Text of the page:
# Variational properties of the discrete variable representation: Discrete variable representation via effective operators. Part 2.

## Viktor Szalay

### (MTA Wigner RCP SZFI)

Time: Tue Apr 17 13:00:00 2012

Location: Building 4, room 116/A

The variational basis representation (VBR), a matrix representation, of a Hamiltonian operator *H* gives a variational approximation to the eigenvalues of *H*. That is, if *N* basis functions are employed the resulting *N* approximate eigenvalues approach the corresponding exact ones from above with increasing basis size. The *N* basis functions span a Hilbert space {$\mathcal{S}$} of dimension *N*. The discrete variable representation (DVR) of *H* is constructed by using a set of grid points and basis functions. The same number of grid points as basis functions, say *N*, are employed. In one dimension (1D), the grid points are the eigenvalues of the VBR of the coordinate operator. In more dimensions, direct product bases are employed and the grid is the direct product of the corresponding 1D sets of grid points. The
DVR is nonvariational, that is some of the *N* approximate eigenvalues are bigger, whereas others are smaller, than the exact
ones. They converge by oscillating around the exact values with smalller and smaller amplitude, as the basis size and the grid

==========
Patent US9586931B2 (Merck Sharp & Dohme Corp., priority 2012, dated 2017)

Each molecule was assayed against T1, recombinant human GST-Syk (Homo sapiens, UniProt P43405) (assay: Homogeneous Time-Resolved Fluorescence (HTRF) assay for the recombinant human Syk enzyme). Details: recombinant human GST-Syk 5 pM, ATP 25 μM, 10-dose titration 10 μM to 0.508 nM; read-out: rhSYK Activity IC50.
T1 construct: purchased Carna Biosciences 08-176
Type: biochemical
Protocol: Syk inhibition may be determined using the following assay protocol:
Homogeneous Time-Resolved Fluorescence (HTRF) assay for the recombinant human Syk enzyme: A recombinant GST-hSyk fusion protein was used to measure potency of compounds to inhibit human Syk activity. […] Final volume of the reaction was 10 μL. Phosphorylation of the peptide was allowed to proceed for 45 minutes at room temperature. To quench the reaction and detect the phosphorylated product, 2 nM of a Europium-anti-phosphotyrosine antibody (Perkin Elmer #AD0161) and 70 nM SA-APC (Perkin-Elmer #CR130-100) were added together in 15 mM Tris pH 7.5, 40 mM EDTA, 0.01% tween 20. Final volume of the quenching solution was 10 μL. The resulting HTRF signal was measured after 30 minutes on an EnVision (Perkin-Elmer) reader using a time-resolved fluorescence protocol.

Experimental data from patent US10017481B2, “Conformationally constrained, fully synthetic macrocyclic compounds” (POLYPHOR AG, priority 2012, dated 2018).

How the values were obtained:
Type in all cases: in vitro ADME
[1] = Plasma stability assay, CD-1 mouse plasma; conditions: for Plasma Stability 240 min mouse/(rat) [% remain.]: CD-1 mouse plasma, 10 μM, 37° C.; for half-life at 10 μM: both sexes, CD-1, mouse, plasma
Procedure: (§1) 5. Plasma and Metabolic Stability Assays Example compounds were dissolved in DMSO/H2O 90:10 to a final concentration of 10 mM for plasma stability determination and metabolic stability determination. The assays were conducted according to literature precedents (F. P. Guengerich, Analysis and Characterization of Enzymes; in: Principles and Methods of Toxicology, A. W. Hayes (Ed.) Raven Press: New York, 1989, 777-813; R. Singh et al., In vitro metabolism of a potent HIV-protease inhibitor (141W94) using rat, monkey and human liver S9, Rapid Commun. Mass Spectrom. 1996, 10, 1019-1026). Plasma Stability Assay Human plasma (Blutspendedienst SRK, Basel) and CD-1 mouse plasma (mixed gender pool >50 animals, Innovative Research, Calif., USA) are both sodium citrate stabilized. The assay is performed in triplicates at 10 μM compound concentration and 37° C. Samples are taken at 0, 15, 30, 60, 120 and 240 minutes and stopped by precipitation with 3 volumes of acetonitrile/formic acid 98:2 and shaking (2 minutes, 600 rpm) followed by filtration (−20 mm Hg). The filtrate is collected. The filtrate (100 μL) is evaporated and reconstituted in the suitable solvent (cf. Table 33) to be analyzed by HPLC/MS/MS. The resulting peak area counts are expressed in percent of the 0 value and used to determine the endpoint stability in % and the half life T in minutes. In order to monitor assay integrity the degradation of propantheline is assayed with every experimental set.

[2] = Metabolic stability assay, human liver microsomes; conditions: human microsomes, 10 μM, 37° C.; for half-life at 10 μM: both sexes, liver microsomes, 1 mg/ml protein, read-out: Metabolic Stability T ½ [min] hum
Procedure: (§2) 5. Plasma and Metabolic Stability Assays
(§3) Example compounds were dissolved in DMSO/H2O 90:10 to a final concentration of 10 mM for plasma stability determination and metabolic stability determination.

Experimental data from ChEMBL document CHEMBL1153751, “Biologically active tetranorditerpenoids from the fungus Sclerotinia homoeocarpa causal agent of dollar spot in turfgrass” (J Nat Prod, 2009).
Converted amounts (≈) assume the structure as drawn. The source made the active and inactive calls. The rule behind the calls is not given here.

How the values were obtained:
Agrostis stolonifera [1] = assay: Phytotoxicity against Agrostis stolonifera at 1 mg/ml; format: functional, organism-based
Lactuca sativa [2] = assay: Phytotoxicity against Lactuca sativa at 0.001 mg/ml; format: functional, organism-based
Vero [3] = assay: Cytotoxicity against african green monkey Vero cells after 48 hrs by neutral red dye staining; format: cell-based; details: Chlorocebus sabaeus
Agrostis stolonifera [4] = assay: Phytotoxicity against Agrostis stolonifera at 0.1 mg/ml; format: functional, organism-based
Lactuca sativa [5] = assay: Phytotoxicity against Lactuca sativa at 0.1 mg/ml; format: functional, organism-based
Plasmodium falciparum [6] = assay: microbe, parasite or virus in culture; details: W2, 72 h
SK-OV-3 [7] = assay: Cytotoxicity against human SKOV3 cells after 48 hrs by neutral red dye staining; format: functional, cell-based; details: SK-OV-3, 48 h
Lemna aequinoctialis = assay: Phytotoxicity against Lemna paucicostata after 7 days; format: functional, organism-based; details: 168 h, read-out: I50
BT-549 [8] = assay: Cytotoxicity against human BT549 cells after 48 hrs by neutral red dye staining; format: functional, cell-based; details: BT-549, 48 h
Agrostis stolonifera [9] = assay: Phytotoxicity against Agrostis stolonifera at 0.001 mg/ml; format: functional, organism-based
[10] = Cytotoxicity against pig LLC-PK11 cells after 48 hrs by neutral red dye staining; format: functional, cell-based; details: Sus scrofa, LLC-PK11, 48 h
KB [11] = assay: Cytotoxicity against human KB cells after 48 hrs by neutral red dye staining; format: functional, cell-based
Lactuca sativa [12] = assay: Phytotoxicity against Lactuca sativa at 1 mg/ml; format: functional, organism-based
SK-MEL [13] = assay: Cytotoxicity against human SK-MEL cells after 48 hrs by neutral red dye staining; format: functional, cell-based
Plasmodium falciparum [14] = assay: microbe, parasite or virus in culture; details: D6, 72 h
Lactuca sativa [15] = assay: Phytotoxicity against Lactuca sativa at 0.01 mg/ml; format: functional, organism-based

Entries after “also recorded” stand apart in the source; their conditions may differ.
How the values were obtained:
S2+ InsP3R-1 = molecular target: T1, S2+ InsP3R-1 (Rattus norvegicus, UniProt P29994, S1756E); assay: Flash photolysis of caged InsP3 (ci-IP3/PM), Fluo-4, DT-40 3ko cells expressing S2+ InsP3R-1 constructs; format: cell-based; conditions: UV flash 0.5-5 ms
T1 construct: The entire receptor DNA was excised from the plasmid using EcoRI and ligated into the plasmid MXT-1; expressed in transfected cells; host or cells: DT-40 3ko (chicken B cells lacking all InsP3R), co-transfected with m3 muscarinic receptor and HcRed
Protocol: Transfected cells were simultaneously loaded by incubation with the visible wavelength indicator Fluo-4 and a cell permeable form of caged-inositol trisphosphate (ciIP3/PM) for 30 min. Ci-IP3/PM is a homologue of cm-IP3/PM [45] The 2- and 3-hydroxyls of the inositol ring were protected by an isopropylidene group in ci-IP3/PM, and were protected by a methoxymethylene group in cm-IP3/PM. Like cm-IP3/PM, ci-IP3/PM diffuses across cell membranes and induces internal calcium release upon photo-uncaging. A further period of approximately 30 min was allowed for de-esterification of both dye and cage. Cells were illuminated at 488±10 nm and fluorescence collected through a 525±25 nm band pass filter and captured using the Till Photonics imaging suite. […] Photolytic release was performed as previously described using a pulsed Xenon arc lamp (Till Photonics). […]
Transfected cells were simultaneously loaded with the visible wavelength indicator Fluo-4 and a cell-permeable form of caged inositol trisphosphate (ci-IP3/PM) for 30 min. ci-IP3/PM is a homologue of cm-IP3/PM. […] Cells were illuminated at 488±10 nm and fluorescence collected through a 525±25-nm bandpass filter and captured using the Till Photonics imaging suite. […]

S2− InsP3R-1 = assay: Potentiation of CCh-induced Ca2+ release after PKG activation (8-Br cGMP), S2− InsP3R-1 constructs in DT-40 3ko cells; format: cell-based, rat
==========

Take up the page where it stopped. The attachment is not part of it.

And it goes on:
size are increased simultaneously. To restore the variational property one increases the number of grid points or calculates suitable correction terms. This restores the variational property with respect to the basis set. That is the expansion coefficients of the wave function with respect to the basis set become variational parameters. Nevertheless, the DVR still remains nonvariational with respect to the grid. The grid points are not variational parameters. I will show that, by removing just a single grid point while retaining the *N* basis functions, in other words, by deleting a row and a column from the original DVR set up in {$\mathcal{S}$}, a DVR is obtained which is variational with the eigenvalues of *H* calculated in {$\mathcal{S}$} taking the role of the exact eigenvalues and it is variational with respect to both the basis set and the grid. More generally, it is shown that the DVR is variational over well specified subsets of the *N*-point grid. The variational property implies that an optimal *O*-point grid (0<*O*<*N*), i.e., the *O*-point grid giving eigenvalues with the possible highest accuracy, is the one which gives the (pruned) DVR of the smallest trace. Numerical examples are given to illustrate the theoretical results. The use of variational effective Hamiltonian and coordinate operators has been instrumental in this study. They have been introduced in a novel way by exploiting quasi-Hermiticity.